Dr. Mejia also uses the LMS for an online graduate course on Research Methods in Modern Languages. In addition to the benefits he has observed in undergraduate courses, he has also been able to use Moodle to post pre-recorded lectures and links to required course readings. Moodle satisfies another great need specifically related to online courses: “In the case of an online course, it is of utmost importance that students can form a sense of community, and Moodle provides them with many opportunities to do so.”
Dr. Burkholder has several hundred students and about thirty faculty members teaching on the software so far. “Moodle isn’t a widely known alternative, so I remind faculty that it exists and that it’s another option. There have been other faculty who come to CCSU from other institutions, who were using Moodle before, and they’ve been really happy that it is available at CCSU as one of their preferred teaching resources.” Increasing numbers of educators across the US, university professors and K-12 educators with limited resources alike, have been choosing Moodle for its ease of use and low cost of operation.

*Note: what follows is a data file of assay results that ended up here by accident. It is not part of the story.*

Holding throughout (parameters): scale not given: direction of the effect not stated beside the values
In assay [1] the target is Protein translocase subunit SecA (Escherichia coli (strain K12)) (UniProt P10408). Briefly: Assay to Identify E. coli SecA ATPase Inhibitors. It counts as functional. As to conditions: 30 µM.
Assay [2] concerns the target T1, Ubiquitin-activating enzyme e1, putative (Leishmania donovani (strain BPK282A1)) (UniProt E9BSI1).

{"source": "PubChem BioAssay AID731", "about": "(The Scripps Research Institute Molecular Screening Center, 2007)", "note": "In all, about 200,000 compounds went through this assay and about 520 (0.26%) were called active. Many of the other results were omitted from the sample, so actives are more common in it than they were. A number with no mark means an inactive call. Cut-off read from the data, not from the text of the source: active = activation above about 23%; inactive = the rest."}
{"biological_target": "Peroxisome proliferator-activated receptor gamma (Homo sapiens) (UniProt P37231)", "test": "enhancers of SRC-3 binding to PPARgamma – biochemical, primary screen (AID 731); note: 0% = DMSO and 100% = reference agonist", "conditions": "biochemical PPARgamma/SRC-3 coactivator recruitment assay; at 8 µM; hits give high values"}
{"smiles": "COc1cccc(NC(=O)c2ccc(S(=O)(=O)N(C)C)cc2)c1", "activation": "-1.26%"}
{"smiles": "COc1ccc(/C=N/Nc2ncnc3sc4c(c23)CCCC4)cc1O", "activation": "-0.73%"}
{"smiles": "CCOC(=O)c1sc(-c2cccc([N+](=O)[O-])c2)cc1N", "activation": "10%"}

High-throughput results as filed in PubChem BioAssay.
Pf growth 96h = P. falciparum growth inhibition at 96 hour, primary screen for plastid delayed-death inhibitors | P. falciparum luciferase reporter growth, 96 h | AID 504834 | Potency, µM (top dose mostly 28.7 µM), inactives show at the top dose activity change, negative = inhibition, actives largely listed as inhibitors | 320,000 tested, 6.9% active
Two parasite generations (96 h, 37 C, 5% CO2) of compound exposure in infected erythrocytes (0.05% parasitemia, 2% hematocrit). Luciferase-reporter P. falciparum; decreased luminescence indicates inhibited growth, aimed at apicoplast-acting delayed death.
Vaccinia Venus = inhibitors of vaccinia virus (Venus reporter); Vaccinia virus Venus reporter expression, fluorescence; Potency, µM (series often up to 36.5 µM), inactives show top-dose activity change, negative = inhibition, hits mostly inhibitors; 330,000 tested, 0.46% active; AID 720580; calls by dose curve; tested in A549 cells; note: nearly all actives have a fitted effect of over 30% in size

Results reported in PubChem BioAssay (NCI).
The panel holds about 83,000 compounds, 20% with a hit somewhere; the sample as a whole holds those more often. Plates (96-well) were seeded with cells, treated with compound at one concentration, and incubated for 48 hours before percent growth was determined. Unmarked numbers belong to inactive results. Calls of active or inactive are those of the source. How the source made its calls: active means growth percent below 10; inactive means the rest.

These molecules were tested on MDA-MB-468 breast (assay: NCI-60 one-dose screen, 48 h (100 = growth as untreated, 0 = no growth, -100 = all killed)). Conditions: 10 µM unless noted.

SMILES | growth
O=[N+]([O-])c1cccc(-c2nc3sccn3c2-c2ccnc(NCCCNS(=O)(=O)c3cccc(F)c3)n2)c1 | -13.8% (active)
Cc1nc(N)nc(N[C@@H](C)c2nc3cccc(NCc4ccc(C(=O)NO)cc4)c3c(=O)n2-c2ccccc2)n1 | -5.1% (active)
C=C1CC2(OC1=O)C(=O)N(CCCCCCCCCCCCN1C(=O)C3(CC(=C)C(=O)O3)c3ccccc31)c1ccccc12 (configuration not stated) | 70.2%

Moodle operates on open-source code and is freely available to all, which means that the customization possibilities are endless for meeting the educational needs of students and professors. As a courtesy to his colleagues, Dr. Burkholder has set up test pages for other faculty members to experiment on so they can make an informed decision before making the move. He also estimates that there are about 900-1,000 new student users accessing the CCSU Moodle sites per year. “Students don’t have any difficulty using it. In fact, I’d say that if they’ve used one software, they’re able to use the other, so it’s pretty interchangeable.”